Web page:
In NSW, corporations are liable for a penalty of up to $110,000, or individuals $22,000, for the illegal killing or harming of wildlife.

Under the Fisheries Management Act 1994 (NSW), it is against the law to harm a threatened species, population or ecological community. This is made clear is section 220ZA of the Act, which states that a person must not harm any fish or marine vegetation of a threatened species, population or ecological community.

In NSW, where this is breached in the case of any endangered species, population or ecological community, a maximum penalty of a $220,000 fine and/or imprisonment for two years applies. Where this is breached in the case of any vulnerable species, a maximum penalty of $55,000 fine and/or imprisonment for one year applies.

The Australian water dragon is the only species of the genus Physignathus in Australia.

There are two subspecies; Physignathus lesueurii lesueurii (eastern water dragon) and the Gippsland P. l. howitti (Gippsland water dragon). P. l. lesueurii tends towards white, yellow and red on the throat and possesses a dark band behind its eye; P. l. howitti lacks this and instead has dark bands on either side of its throat, which is blotched with yellow, orange, or blue. Both subspecies are light greenish grey in overall colour with black bands running across their back, tail and legs.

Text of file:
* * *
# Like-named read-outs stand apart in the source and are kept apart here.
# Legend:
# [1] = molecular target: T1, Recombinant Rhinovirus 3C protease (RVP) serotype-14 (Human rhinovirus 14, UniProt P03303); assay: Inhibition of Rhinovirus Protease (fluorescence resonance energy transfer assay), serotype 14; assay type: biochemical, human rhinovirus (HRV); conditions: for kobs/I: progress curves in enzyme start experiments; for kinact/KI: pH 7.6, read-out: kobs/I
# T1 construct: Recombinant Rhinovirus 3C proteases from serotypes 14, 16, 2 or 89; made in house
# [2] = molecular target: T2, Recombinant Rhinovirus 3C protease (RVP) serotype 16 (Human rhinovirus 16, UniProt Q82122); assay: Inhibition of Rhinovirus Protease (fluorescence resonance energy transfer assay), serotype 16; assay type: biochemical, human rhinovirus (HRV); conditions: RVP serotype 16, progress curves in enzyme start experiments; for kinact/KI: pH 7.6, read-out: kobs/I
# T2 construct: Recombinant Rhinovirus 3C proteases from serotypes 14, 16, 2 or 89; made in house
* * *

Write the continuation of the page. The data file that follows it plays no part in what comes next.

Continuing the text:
Australian water dragons are extremely shy in the wild, but readily adapt to continual human presence in suburban parks and gardens.